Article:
Forget the odd name, Aventador (Ah-vent-ah-door). Dismiss the price, just under $400,000. Only a deposit placed a long time ago would score one of the first 800 produced anyhow.
Focus instead on this: It’s the best Lamborghini ever made.
The Aventador’s exoticism hits you in the solar plexus, a kung-fu chop of coolness. It’s a Hot Wheels toy out of pricy carbon fiber, with scissor doors and a triple-bladed snout aimed at knees and shins. This supercar goes all the way up to 11.
Lamborghinis are supposed to be outlandish fantasy machines, which too often means that the thrill of the drive itself is overpromised. All flash and no blast.
Witness the most beautiful Lambo, the 1960s Miura. When I once asked legendary Lamborghini test driver Valentino Balboni about the car, he told me in heavily accented English, “Very pretty, but it didn’t drive so well. Poor balance.”
The Aventador replaces the Murcielago flagship, which arrived in 2001 with its own exotic doors, all-wheel-drive and mid-mounted V-12 engine. Over the next decade the car got much better to drive, but it will never go into the handling hall of fame. Bruce Wayne crashed his in the last Batman movie, “The Dark Knight.”
The Aventador LP700-4 is a contender. Executives say that unlike previous flagships, handling was the designer’s first priority, not top speed. Since the Aventador is capable of 217 miles per hour, that’s saying something.
The specifications are staggering. The mid-engine, 6.5-liter, V-12 powerplant puts out 691 horsepower and 509 pound-feet of torque. Married to the all-wheel-drive system, it rockets to 60 mph in 2.8 seconds. And folks say $400,000 doesn’t buy anything cool these days.
I got the Aventador on a racetrack. Just machine vs asphalt. No speed traps or traffic lights to intervene.
Trying not to brain myself on the doors, I slipped inside. Big car, tight seats. Unlike Lambos of yore, the air conditioner works and it has a navigation system courtesy of Ingolstadt, Germany-based sister company Audi AG.
Never mind all that. Start it up. That sound behind you is like a battery of 12-gauge shotguns firing in tandem. Call it the V-12 salute.
Pulling onto the track, I immediately moved from Strada (street) to Sport mode, but hesitated to put it on the full-blown, rear-wagging Corsa setting. When I did, after about eight laps, I wondered why I’d waited so long. (Answer: Fear.)
The Aventador is not designed to kill you. Some enthusiasts may complain about that, saying a 691-hp flagship should be permanently terrifying, but those people have mostly spent the past 20 years in wheelchairs after hurtling their purple 1990 Diablos off highway onramps.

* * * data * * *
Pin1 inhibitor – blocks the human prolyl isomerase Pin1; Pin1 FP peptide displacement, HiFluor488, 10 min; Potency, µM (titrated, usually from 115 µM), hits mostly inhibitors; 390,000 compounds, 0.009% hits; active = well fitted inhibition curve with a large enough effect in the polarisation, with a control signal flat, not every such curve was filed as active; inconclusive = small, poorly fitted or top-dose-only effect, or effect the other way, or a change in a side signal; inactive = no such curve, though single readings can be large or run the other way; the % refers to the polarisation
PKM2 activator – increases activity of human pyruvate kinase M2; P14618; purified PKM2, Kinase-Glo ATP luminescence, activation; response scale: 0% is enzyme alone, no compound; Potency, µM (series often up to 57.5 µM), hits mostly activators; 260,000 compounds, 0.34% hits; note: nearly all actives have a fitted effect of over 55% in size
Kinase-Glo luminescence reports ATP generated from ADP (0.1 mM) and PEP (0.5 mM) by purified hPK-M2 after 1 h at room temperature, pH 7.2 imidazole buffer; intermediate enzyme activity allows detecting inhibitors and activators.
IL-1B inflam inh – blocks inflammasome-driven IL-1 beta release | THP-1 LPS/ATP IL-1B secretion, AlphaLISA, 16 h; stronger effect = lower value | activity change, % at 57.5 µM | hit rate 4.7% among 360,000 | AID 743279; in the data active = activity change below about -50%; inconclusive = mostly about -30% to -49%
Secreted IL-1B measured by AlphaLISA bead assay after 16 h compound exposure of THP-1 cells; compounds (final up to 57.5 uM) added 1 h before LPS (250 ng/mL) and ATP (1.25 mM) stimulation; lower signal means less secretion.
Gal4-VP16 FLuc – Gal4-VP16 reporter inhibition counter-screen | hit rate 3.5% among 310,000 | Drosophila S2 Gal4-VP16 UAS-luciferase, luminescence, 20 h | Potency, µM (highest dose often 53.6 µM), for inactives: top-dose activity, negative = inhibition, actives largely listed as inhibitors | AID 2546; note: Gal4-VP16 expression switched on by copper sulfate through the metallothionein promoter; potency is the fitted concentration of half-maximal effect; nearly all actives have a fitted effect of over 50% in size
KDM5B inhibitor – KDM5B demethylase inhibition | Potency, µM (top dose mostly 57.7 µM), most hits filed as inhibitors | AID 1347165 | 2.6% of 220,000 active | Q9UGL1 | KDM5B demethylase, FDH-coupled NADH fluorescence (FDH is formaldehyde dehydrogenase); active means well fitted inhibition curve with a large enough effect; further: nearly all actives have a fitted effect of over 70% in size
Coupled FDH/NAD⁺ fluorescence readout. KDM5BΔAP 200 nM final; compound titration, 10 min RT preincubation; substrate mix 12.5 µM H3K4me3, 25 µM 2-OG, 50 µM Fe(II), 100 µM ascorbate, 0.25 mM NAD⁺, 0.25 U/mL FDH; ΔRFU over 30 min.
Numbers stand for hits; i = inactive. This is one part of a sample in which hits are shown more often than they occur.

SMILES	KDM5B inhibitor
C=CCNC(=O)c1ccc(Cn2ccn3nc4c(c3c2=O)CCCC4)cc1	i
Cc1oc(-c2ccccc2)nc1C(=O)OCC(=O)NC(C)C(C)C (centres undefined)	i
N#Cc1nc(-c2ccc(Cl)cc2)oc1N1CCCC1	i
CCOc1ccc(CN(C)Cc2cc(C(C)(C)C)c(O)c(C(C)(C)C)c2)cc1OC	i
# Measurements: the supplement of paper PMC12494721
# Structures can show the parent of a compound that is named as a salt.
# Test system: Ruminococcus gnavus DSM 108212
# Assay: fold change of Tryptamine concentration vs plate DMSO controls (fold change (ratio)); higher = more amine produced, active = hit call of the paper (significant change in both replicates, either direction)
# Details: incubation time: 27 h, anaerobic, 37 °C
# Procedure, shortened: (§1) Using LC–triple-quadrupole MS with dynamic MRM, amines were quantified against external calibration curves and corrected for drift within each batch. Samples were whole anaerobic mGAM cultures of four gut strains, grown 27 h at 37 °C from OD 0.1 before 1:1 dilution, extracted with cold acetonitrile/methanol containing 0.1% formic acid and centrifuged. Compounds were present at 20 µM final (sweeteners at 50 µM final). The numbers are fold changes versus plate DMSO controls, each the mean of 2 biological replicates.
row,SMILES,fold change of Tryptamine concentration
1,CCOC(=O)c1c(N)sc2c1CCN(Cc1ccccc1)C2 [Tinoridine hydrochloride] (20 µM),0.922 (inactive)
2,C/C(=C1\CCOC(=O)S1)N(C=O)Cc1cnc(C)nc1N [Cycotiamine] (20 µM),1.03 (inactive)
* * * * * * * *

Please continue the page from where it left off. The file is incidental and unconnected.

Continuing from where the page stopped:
Rather the Aventador displays a remarkable level of self preservation. Tires will shriek and brakes will groan and the driver’s adrenaline will spike, but truly mess up a corner and the electronic stability controls will quickly muscle in, straightening the car and decreasing speed. It might send your lap times into the gutter, but it’ll keep your supercar out of the actual drain.
Older Lamborghinis are horrendous in sharp slow corners. Come in too fast, turn the wheel and you’d continue going straight, pushing forward like a two-ton snow plow. That problem is fixed.
Slow the Aventador down a bit, exhibit a little patience, and it gamely slings through turns, with the all-wheel-drive pulling it back up to speed ludicrously fast. It moves arguably faster than your brain in fact. Oh, I’m at the next corner already?
Faster and faster I went around, and the mega-sized Pirelli tires got hot and increasingly slidey, but even this was no impediment to fun. I have looked fear in the eye and its name is no longer Lamborghini.
How many of these cars will end up on the racetrack rather than the nightclub VIP parking lot is up for debate. The first batch of 800 or so will be split among Asia, Europe and North America, so if you’re looking for rarity, your wish is granted.
And except for the absolute lack of rear vision, it drives just fine on the street. For jaunts between mansions, the seven-speed automated manual transmission works well enough to keep you from homicidal impulses in traffic jams.
A supercar for sure. But it’s the forward-thinking design that propels me to christen it the best Lambo ever. The Aventador’s designer, Filippo Perini, also penned the Alfa-Romeo 8C Competizione -- to my mind the most gorgeous car in the last decade.
If the Alfa’s signature is fulsome curves, the Aventador’s is a radical use of negative space to create deep side scoops and the startling shape of the rear bumpers. By carving away rather than adding, Aventador looks unique and compelling.
Many an aesthete has taken digs at Lamborghini, and no question the designs are more Versace than Valentino. The Aventador dials down the Miami bombast for a bit of Miami Art Basel. This is a fantasy which delivers.
The 2012 Lamborghini Aventador LP700-4 at a Glance
Engine: 6.5-liter V-12 with 691 horsepower and 509 pound-
feet of torque.
Transmission: Seven-speed automated manual.
Speed: 0 to 60 in 2.8 seconds.
Gas mileage per gallon: 11 city, 17 highway.
Price as tested: Estimated $410,000.
Best features: Exoticism married to superior handling.
Worst features: Rarity and price; you’re not likely to even
see one on the street, let alone own.
Target buyer: Sheiks, playboys, Bruce Wayne.
(Jason H. Harper writes about autos for Muse, the arts and leisure section of Bloomberg News. The opinions expressed are his own.)